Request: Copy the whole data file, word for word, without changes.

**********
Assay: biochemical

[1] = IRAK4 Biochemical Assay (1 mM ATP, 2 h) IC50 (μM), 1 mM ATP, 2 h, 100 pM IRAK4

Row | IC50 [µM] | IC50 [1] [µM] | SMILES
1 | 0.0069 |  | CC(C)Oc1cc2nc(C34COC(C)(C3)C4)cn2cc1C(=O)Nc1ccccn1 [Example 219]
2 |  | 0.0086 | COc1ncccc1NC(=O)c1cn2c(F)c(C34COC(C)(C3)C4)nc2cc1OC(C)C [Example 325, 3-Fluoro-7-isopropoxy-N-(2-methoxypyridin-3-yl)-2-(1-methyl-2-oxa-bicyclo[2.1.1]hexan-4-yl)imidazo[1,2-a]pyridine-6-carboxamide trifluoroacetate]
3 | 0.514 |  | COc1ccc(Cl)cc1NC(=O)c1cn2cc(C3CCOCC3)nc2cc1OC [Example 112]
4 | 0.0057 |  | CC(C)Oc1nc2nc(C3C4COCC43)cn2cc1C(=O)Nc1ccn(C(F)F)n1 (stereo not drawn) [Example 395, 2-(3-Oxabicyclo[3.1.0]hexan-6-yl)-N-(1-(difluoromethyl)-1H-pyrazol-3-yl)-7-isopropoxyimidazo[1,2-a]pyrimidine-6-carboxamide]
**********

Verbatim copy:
Assay: biochemical

[1] = IRAK4 Biochemical Assay (1 mM ATP, 2 h) IC50 (μM), 1 mM ATP, 2 h, 100 pM IRAK4

Row | IC50 [µM] | IC50 [1] [µM] | SMILES
1 | 0.0069 |  | CC(C)Oc1cc2nc(C34COC(C)(C3)C4)cn2cc1C(=O)Nc1ccccn1 [Example 219]
2 |  | 0.0086 | COc1ncccc1NC(=O)c1cn2c(F)c(C34COC(C)(C3)C4)nc2cc1OC(C)C [Example 325, 3-Fluoro-7-isopropoxy-N-(2-methoxypyridin-3-yl)-2-(1-methyl-2-oxa-bicyclo[2.1.1]hexan-4-yl)imidazo[1,2-a]pyridine-6-carboxamide trifluoroacetate]
3 | 0.514 |  | COc1ccc(Cl)cc1NC(=O)c1cn2cc(C3CCOCC3)nc2cc1OC [Example 112]
4 | 0.0057 |  | CC(C)Oc1nc2nc(C3C4COCC43)cn2cc1C(=O)Nc1ccn(C(F)F)n1 (stereo not drawn) [Example 395, 2-(3-Oxabicyclo[3.1.0]hexan-6-yl)-N-(1-(difluoromethyl)-1H-pyrazol-3-yl)-7-isopropoxyimidazo[1,2-a]pyrimidine-6-carboxamide]